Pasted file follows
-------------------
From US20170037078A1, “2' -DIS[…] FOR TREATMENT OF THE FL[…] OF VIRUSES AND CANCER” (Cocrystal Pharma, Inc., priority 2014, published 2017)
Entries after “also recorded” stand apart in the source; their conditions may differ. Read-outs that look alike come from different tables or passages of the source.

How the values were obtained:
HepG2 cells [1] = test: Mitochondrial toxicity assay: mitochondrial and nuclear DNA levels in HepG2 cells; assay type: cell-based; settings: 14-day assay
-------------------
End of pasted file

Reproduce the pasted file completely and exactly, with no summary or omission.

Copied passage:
From US20170037078A1, “2' -DIS[…] FOR TREATMENT OF THE FL[…] OF VIRUSES AND CANCER” (Cocrystal Pharma, Inc., priority 2014, published 2017)
Entries after “also recorded” stand apart in the source; their conditions may differ. Read-outs that look alike come from different tables or passages of the source.

How the values were obtained:
HepG2 cells [1] = test: Mitochondrial toxicity assay: mitochondrial and nuclear DNA levels in HepG2 cells; assay type: cell-based; settings: 14-day assay